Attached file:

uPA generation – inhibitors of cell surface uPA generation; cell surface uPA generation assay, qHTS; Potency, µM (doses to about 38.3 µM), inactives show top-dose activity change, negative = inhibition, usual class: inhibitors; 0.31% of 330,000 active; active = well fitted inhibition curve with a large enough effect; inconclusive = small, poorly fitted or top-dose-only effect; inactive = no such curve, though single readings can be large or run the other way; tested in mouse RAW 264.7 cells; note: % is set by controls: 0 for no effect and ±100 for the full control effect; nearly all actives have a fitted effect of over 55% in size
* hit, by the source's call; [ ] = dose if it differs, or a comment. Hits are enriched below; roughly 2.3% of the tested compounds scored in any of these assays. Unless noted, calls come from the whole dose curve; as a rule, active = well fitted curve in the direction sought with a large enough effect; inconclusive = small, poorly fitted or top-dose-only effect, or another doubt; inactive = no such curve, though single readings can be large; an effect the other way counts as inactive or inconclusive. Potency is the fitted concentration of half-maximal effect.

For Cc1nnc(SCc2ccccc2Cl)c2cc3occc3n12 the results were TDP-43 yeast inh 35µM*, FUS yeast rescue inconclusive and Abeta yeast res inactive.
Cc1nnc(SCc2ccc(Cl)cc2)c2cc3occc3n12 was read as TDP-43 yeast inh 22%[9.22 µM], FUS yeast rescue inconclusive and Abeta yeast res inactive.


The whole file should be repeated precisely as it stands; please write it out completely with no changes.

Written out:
uPA generation – inhibitors of cell surface uPA generation; cell surface uPA generation assay, qHTS; Potency, µM (doses to about 38.3 µM), inactives show top-dose activity change, negative = inhibition, usual class: inhibitors; 0.31% of 330,000 active; active = well fitted inhibition curve with a large enough effect; inconclusive = small, poorly fitted or top-dose-only effect; inactive = no such curve, though single readings can be large or run the other way; tested in mouse RAW 264.7 cells; note: % is set by controls: 0 for no effect and ±100 for the full control effect; nearly all actives have a fitted effect of over 55% in size
* hit, by the source's call; [ ] = dose if it differs, or a comment. Hits are enriched below; roughly 2.3% of the tested compounds scored in any of these assays. Unless noted, calls come from the whole dose curve; as a rule, active = well fitted curve in the direction sought with a large enough effect; inconclusive = small, poorly fitted or top-dose-only effect, or another doubt; inactive = no such curve, though single readings can be large; an effect the other way counts as inactive or inconclusive. Potency is the fitted concentration of half-maximal effect.

For Cc1nnc(SCc2ccccc2Cl)c2cc3occc3n12 the results were TDP-43 yeast inh 35µM*, FUS yeast rescue inconclusive and Abeta yeast res inactive.
Cc1nnc(SCc2ccc(Cl)cc2)c2cc3occc3n12 was read as TDP-43 yeast inh 22%[9.22 µM], FUS yeast rescue inconclusive and Abeta yeast res inactive.